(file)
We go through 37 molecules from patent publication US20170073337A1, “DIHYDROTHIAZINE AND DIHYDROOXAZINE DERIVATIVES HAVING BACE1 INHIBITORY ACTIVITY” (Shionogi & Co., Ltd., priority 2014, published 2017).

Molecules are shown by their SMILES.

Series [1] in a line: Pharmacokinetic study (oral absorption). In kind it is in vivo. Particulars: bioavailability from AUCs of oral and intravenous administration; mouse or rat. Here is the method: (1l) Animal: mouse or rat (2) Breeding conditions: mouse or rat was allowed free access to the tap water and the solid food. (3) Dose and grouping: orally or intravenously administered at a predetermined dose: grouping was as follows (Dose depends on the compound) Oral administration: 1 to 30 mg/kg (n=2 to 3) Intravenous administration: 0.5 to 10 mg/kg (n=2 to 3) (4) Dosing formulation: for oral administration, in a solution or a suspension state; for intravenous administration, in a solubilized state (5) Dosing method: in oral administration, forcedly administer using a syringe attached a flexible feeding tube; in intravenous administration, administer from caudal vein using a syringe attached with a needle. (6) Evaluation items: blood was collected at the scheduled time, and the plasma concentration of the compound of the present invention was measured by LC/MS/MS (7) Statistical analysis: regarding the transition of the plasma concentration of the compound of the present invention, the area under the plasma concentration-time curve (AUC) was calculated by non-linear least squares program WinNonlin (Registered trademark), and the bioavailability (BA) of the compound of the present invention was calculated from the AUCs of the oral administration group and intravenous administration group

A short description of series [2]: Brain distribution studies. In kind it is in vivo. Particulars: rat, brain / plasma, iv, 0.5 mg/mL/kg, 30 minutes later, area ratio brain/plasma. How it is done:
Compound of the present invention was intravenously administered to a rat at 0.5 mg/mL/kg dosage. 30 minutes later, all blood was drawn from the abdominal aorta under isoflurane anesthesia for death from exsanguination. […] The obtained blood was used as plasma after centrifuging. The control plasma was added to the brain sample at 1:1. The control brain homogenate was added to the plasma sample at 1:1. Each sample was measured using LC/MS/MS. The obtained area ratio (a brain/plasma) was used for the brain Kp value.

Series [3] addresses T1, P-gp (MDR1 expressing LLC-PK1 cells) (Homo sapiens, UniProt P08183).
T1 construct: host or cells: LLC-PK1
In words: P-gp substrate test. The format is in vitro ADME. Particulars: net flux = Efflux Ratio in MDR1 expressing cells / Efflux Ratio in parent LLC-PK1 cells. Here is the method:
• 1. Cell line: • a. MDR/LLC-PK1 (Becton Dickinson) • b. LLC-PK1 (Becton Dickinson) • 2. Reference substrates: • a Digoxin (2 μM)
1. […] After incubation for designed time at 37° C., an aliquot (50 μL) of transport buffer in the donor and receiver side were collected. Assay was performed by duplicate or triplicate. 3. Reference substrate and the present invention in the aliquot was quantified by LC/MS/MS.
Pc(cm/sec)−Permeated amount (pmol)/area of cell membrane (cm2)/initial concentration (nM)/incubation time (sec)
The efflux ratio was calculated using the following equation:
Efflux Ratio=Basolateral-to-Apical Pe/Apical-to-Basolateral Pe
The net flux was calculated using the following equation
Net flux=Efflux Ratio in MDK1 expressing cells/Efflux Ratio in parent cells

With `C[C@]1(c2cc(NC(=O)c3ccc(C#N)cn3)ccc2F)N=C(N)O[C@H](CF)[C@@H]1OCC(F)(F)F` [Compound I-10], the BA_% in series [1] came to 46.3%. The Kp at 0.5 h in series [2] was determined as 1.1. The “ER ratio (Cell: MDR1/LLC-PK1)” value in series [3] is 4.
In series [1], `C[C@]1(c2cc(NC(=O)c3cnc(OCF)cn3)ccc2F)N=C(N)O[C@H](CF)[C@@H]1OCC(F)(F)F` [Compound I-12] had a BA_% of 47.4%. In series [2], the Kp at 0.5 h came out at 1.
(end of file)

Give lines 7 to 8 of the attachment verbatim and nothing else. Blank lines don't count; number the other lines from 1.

T1 construct: host or cells: LLC-PK1
In words: P-gp substrate test. The format is in vitro ADME. Particulars: net flux = Efflux Ratio in MDR1 expressing cells / Efflux Ratio in parent LLC-PK1 cells. Here is the method: